The running theme throughout the film is that poor Baden has her work seriously cut out for her.  She understands, almost from upon her first meeting with the man, that her case to defend him will easily be lost on the perception of his image alone.  Mamet’s script – which has been chastised by victim's rights groups and members of the Clarkson family – has been heavily criticized for portraying Spector as a pathetic victim of circumstance that was put away for essentially being disliked and considered weird.  There is some weight, I think, to the film’s claims: Forensic evidence of Spector’s clothing on the night of the murder refute him being close enough to Clarkson to have shot the gun, not to mention that what he told his chauffeur just after her death (“I think I killed somebody”) has – at least according to the accused – been taken out of context or misquoted.  

This is not to say that the film paints Spector as wholly sympathetic or even likeable for that matter.  No, the title character here is almost megalomaniacal in his egotism (“The Jews didn’t invent the music business...I did,” he reveals in one of many grandstanding and hyperbolic boasts in the film).  If anything, I believe that Mamet wants to portray Spector as his own victim, so to speak: In the film’s climax, we see him decked out in a hilariously over-the-top Afro wig (amazingly, he never confesses to wearing “wigs”) and flamboyant attire for what would be the day of his testimony.  Baden, realizing that the jury will ultimately judge a book by its ludicrous cover, decided not to put him on the stand.  She realizes that – at this stage in the game – Spector would be proven guilty regardless of the evidence. 

Pacino - who worked with Mamet before on GLENGARRY GLEN ROSS – seems kind of born to harness the Pulitzer Prize winner’s dialogue.  The role requires Pacino to display his full arsenal of rambunctious and crazed…Pacino-isms…that is crucial to adequately imbue Spector’s limitless arrogance and self-importance.  The film is always engaging and perversely mesmerizing when Pacino is on screen here, but I gravitated more towards Mirren’s soft spoken, low key, and thoughtful performance as the attorney with the thankless and impossible task of trying to get this old coot off.  Her calm, collected, and pragmatic stoicism is an effective dramatic foil to the full-on scenery-chewing outbursts of Pacino.  Part of the sinful pleasure of PHIL SPECTOR is to see this odd couple work so well on camera off of one another.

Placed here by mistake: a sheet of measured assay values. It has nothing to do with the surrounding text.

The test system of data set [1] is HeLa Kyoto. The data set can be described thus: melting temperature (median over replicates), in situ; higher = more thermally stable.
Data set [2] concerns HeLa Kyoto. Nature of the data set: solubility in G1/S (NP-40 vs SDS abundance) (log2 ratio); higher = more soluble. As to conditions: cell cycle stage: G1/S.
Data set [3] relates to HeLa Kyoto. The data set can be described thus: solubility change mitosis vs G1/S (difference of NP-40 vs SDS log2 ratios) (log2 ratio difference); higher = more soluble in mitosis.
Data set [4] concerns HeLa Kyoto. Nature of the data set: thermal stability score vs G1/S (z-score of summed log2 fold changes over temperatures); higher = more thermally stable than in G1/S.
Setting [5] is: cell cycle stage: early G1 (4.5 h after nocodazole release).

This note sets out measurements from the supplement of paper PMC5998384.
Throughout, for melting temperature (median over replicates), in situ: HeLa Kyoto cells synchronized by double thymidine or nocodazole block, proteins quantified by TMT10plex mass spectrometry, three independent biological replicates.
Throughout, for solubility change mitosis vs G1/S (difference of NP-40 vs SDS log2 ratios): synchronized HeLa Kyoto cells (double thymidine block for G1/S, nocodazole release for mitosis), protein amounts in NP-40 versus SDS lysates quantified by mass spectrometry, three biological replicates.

And, yes, the film is a work of drama, which takes massive liberties with facts, events, and so forth (then again, what films inspired by facts have not?).  Personally, where Mamet lost me was in how narratively unhinged the film is, which might have been intentionally done to reflect Spector’s mindset.  The plot is jarring, makes peculiar detours, and leads to a promise of an enthralling ending, only to just abruptly conclude without exploring the trial further (it lets lazily obligatory end title cards do the explaining).  PHIL SPECTOR is not among the finest HBO Films that I’ve seen, and if you’re looking for a far more enriching one that also stars Pacino then look no further than his turn as Jack Kevorkian in YOU DON’T KNOW JACK.  

Yet, the very presence of Pacino and Mirren alone – both on top of their respective games - in PHIL SPECTOR proves to be endlessly captivating, not to mention that Mamet at least deserves some props for not taking an easier-to-digest, road-most-traveled position on portraying Spector himself.  All in all, and regardless of where you fall on Spector’s innocence or guilt, the film paints a stimulating portrait of one bizarre man’s tragic inability to grasp the severity of his situation and how he handled his appearance in the public eye.  If anything, Phil Spector in PHIL SPECTOR was definitely guilty of being in love with his own image and status, both of which were not enough to save him from decades-spanning incarceration.


CrAiGeR's other

Film Reviews:


RECOUNT  (2008 jjjj


TAKING CHANCE  (2009 jj1/2


TEMPLE GRANDIN  (2010 jjjj




YOU DON'T KNOW JACK  (2010 jjjj




CINEMA VERITE  (2011 jj1/2


GAME CHANGE  (2012) jjj




THE GIRL  (2012) jj




CLEAR HISTORY  (2013) jjj